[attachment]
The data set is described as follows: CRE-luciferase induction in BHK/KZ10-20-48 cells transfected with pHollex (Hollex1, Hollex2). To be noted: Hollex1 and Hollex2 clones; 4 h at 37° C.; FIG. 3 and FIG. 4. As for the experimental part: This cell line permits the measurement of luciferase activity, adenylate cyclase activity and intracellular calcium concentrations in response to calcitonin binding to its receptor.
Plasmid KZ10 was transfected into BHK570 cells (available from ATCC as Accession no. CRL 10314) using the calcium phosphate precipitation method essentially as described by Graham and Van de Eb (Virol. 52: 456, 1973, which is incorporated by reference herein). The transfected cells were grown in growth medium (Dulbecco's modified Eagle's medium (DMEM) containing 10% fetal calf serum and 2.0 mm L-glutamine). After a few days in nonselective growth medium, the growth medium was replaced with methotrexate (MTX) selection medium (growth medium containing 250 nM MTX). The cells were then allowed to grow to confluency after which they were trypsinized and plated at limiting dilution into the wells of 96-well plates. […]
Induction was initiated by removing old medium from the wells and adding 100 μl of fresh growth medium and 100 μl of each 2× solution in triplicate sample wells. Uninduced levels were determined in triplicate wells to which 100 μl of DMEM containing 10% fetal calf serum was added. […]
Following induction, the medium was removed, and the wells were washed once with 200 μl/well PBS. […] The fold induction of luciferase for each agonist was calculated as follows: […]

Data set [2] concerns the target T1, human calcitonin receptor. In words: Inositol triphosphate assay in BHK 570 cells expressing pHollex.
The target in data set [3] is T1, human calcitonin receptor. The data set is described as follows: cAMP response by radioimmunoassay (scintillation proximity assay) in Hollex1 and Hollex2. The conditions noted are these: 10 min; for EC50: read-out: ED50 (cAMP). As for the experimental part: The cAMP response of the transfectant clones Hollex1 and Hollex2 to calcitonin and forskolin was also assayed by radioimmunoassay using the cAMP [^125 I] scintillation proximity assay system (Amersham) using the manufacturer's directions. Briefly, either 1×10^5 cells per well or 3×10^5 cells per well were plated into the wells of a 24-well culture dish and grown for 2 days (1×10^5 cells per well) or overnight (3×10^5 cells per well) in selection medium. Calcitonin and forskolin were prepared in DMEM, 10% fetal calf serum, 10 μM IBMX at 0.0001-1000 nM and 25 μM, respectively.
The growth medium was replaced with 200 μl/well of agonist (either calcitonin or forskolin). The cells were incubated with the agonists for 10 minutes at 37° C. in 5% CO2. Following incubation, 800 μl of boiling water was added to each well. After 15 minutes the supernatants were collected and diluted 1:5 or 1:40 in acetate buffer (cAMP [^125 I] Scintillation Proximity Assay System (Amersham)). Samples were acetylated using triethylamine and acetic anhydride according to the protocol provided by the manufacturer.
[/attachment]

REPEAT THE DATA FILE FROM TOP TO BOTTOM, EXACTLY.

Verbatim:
The data set is described as follows: CRE-luciferase induction in BHK/KZ10-20-48 cells transfected with pHollex (Hollex1, Hollex2). To be noted: Hollex1 and Hollex2 clones; 4 h at 37° C.; FIG. 3 and FIG. 4. As for the experimental part: This cell line permits the measurement of luciferase activity, adenylate cyclase activity and intracellular calcium concentrations in response to calcitonin binding to its receptor.
Plasmid KZ10 was transfected into BHK570 cells (available from ATCC as Accession no. CRL 10314) using the calcium phosphate precipitation method essentially as described by Graham and Van de Eb (Virol. 52: 456, 1973, which is incorporated by reference herein). The transfected cells were grown in growth medium (Dulbecco's modified Eagle's medium (DMEM) containing 10% fetal calf serum and 2.0 mm L-glutamine). After a few days in nonselective growth medium, the growth medium was replaced with methotrexate (MTX) selection medium (growth medium containing 250 nM MTX). The cells were then allowed to grow to confluency after which they were trypsinized and plated at limiting dilution into the wells of 96-well plates. […]
Induction was initiated by removing old medium from the wells and adding 100 μl of fresh growth medium and 100 μl of each 2× solution in triplicate sample wells. Uninduced levels were determined in triplicate wells to which 100 μl of DMEM containing 10% fetal calf serum was added. […]
Following induction, the medium was removed, and the wells were washed once with 200 μl/well PBS. […] The fold induction of luciferase for each agonist was calculated as follows: […]

Data set [2] concerns the target T1, human calcitonin receptor. In words: Inositol triphosphate assay in BHK 570 cells expressing pHollex.
The target in data set [3] is T1, human calcitonin receptor. The data set is described as follows: cAMP response by radioimmunoassay (scintillation proximity assay) in Hollex1 and Hollex2. The conditions noted are these: 10 min; for EC50: read-out: ED50 (cAMP). As for the experimental part: The cAMP response of the transfectant clones Hollex1 and Hollex2 to calcitonin and forskolin was also assayed by radioimmunoassay using the cAMP [^125 I] scintillation proximity assay system (Amersham) using the manufacturer's directions. Briefly, either 1×10^5 cells per well or 3×10^5 cells per well were plated into the wells of a 24-well culture dish and grown for 2 days (1×10^5 cells per well) or overnight (3×10^5 cells per well) in selection medium. Calcitonin and forskolin were prepared in DMEM, 10% fetal calf serum, 10 μM IBMX at 0.0001-1000 nM and 25 μM, respectively.
The growth medium was replaced with 200 μl/well of agonist (either calcitonin or forskolin). The cells were incubated with the agonists for 10 minutes at 37° C. in 5% CO2. Following incubation, 800 μl of boiling water was added to each well. After 15 minutes the supernatants were collected and diluted 1:5 or 1:40 in acetate buffer (cAMP [^125 I] Scintillation Proximity Assay System (Amersham)). Samples were acetylated using triethylamine and acetic anhydride according to the protocol provided by the manufacturer.